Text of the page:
NEW YORK (TheStreet) -- Wal-Mart (WMT) is having to recall "Five Spice" donkey meat from stores in China after fox meat was found in the packages. The provincial government in China has ordered a halt to the sales of donkey meat by the supplier, Dezhou Fujude Food Group, according to an article in Bloomberg Businessweek.
If Wal-Mart shares fall on the news, investors should look upon this as an opportunity to buy the stock at a discount for the long term.
After all, investors were rewarded for picking up shares when Wal-Mart's Mexican bribery scandal surfaced in April 2012. At that time, Wal-Mart shares were trading for less than $60 a share. Now they're changing hands for about $78.90.
Warren Buffett bought more than 7.6 million shares of Wal-Mart at $61 in the first quarter of 2012. At present, Berkshire Hathaway (BRK.A) owns close to 50 million shares of Wal-Mart, its seventh largest holding.
When scandals hit that do not affect the core operations of a company, they can present an excellent opportunity to accumulate shares.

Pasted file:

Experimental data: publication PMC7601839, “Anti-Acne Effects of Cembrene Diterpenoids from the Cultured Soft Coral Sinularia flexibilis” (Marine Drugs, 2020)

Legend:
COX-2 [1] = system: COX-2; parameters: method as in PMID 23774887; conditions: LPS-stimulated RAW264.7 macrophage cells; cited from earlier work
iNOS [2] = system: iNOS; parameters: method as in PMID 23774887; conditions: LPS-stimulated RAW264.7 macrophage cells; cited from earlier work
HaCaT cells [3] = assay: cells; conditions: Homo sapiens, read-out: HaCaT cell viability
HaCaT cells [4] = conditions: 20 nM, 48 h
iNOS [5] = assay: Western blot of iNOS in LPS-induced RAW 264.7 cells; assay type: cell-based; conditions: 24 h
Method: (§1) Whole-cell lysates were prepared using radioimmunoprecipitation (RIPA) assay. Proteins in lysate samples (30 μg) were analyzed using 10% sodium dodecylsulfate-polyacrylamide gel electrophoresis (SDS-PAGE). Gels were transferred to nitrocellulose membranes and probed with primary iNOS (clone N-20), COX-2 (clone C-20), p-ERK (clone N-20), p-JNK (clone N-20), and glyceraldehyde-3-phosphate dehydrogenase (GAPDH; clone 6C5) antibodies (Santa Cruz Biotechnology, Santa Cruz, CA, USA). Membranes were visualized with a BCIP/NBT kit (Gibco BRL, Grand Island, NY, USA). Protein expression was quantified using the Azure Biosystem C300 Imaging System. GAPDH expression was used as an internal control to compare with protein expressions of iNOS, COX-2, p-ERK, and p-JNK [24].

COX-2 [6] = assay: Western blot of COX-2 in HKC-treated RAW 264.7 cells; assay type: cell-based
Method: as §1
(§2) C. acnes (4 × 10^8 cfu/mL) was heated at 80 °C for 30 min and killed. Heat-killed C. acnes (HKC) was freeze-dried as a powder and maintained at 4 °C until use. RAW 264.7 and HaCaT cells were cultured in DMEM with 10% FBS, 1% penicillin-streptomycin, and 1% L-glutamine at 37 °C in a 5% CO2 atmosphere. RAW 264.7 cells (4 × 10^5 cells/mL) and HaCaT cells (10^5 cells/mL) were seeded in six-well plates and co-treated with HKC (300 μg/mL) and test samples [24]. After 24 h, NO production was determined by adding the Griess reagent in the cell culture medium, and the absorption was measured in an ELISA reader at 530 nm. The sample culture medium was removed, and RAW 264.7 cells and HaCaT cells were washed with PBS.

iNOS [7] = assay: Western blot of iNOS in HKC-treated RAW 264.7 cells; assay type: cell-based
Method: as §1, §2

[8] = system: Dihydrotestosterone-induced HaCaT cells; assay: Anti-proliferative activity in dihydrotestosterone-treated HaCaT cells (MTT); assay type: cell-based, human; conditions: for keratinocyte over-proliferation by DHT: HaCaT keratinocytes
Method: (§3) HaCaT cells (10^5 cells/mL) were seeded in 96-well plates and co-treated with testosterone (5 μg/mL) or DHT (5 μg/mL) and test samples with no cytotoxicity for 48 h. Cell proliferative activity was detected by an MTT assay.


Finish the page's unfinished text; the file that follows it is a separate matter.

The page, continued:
A recent series of articles on TheStreet, "Least Favored in 2013," discussed companies that had been affected by "shockers" in 2013. These included Caterpillar (CAT), the biggest heavy equipment maker in the world and a member of the Dow Jones Industrial Average. As I wrote in an article for that series, Caterpillar lost a great deal of money because of its purchase of a Chinese company that had fraudulent accounting.
But Caterpillar recovered from that scandal and is up more than 11% in the last six months.
The same should be expected of Wal-Mart if the stock price falls due to the donkey meat scandal.